Every business deserves great sales leadership. That holds true for start-ups as well as small-to-medium-sized companies that are ready to make the leap to another 10 or 15 million dollars in sales. Perhaps a fractional sales leader is the answer.
The difference between sales management and sales leadership is not subtle. You must understand the difference because you want to hire a leader for your sales team.
The problem is that these companies can’t always afford to hire a full-time sales leader. If they do, then the job is split up between sales calls and leading the rest of the sales force. That’s not always a great solution.
“Fractional sales leaders are a question of financial viability,” Vendux co-founder and managing director Henning Schwinum explained on this episode of the Publio Podcast.
“Small businesses and startups are cash poor by definition and should not ever waste resources. Founders and owners have to look for the best places to spend their money for growth.”
For Schwinum, the question is how much of that leadership resource do you need? In a former role as a “full-time” sales leader with three direct reports, he spent 80 percent of the time as a salesperson with a glorified title.
“From the company’s perspective,” he recalled, “it would’ve been a whole lot better to contract my skill set for the 20 percent of the time where it was needed. The rest of the money could have been used to hire two other full-time sales reps. That company would have gotten a whole lot more in return.”
Schwinum’s company places seasoned sales executives in interim, or fractional, roles to help companies grow.
Thing 1: How to Structure a Fractional Sales Leader’s Compensation
The answer is dependent upon the maturity of your product and your market, as well as the length of your sales cycle.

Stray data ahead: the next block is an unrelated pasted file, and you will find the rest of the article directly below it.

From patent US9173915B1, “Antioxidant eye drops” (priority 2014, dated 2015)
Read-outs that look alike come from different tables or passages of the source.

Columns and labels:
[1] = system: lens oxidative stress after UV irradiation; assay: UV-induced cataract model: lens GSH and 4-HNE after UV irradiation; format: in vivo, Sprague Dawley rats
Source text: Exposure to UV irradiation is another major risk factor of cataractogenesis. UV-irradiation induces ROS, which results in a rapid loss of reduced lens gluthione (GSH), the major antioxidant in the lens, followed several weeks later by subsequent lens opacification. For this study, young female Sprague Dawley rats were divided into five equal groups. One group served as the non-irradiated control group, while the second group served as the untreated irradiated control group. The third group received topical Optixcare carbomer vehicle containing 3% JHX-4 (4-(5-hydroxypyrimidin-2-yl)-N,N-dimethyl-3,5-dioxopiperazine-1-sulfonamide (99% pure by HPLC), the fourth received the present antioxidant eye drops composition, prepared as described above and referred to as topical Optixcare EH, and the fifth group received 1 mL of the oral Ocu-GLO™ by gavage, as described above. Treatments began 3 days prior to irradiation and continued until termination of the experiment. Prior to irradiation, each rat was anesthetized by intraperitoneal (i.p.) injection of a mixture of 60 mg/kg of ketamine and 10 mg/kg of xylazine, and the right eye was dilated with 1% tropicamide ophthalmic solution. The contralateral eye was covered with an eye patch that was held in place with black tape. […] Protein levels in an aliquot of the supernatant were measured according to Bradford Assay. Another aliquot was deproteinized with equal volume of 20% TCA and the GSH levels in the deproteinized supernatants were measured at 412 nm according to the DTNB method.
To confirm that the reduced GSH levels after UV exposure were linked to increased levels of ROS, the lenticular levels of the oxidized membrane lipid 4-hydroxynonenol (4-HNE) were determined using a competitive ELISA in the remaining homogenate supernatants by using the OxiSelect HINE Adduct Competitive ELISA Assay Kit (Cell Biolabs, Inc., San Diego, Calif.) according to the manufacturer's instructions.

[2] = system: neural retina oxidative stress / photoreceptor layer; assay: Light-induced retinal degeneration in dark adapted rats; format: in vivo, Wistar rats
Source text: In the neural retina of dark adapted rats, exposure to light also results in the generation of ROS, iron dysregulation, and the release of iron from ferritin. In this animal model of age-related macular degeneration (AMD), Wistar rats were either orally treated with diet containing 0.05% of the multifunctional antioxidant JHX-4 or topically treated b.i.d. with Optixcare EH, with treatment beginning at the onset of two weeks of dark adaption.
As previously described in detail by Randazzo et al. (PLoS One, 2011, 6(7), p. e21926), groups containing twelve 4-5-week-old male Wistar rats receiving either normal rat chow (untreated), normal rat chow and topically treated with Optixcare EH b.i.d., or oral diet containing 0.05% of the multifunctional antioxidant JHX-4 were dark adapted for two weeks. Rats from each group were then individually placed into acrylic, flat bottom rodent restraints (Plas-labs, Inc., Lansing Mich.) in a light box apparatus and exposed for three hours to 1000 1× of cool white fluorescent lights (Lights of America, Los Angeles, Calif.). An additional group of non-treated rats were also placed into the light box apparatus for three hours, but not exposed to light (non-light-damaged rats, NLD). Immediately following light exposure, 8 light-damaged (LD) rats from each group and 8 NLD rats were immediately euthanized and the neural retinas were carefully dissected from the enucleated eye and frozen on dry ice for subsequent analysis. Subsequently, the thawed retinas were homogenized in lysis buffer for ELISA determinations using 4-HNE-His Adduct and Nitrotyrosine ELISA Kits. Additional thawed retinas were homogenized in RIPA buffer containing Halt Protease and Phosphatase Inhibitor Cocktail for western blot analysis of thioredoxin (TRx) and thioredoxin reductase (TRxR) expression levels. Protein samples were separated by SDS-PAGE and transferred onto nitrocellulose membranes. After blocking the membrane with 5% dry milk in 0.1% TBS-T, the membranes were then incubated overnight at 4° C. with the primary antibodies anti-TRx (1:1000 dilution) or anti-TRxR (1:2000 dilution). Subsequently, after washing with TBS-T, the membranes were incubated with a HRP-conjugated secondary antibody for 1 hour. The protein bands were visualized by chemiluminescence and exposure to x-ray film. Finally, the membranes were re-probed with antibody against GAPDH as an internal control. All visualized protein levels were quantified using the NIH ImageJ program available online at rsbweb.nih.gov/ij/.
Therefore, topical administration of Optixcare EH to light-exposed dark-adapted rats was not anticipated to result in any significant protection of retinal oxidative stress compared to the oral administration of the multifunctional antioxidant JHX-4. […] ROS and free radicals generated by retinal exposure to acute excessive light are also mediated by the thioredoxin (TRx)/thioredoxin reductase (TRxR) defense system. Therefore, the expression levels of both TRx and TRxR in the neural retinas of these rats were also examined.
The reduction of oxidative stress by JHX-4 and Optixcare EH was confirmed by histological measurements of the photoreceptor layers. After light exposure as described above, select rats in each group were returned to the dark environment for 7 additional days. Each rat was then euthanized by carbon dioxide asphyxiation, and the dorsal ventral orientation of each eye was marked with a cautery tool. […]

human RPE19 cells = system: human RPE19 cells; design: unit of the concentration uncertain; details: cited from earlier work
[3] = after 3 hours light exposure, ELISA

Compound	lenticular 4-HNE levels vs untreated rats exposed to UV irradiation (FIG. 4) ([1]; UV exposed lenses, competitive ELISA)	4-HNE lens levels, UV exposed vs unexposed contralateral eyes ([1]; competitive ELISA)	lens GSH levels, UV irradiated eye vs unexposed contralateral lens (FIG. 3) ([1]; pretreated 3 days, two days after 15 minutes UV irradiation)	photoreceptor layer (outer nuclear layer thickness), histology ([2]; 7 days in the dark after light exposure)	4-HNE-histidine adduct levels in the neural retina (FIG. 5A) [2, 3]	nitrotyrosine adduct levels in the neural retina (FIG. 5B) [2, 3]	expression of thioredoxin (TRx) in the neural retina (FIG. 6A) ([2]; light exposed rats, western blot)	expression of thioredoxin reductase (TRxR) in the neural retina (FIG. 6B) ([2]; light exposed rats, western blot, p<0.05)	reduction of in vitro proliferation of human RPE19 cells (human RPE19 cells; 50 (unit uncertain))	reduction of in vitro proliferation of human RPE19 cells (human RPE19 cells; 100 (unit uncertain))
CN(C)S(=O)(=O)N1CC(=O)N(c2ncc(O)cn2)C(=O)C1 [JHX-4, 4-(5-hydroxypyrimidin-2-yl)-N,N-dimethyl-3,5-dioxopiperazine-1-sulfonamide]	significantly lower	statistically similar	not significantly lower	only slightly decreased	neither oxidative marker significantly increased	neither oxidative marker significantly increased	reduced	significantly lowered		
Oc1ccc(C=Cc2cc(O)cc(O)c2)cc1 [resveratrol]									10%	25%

Schwinum used an example of a pre-revenue company. You will need a sales executive who will lay the foundation, build the sales process, and write the playbook and the messaging. This person may even make the first two or three sales to test the process before you hire sales reps and build the team.
In this example, Schwinum pointed out that a commission structure for a fractional sales leader is not practical. You will most likely negotiate a fee that includes a success bonus. If you have an established sales process and you can show how success leads to a certain income, then a commission structure makes sense.
“In between these extremes,” Schwinum pointed out, “fractional sales executives are open to a compensation mix between fixed, variable or equity.”
“Business owners have to be a lot smarter in evaluating success.”
Thing 2: What Skill Sets Should Your Fractional Sales Leader Have?
Sales is all about variables, which is why the sales leader you bring into your business should have experience with your particular situation. These situations include startups with no sales history, as well as established businesses that want to grow in new or mature markets.
“I’ve encountered companies with several millions of dollars in sales, but don’t have a customer relationship management system in place or any real sales process,” Schwinum said. “Other companies can’t get out of the starting gate without these systems in place.”
When he engages a client, Schwinum discusses the company’s current state, and the goals the founder or CEO wants to achieve over the next several months. Are they missing necessary technological tools? Do they need to build a sales process? Do they need sales development representatives who can get leads?
“I place executives who have already achieved the client’s specific goals,” Schwinum said.
Which is to say: The right fractional sales leader will be well-positioned to provide great leadership.
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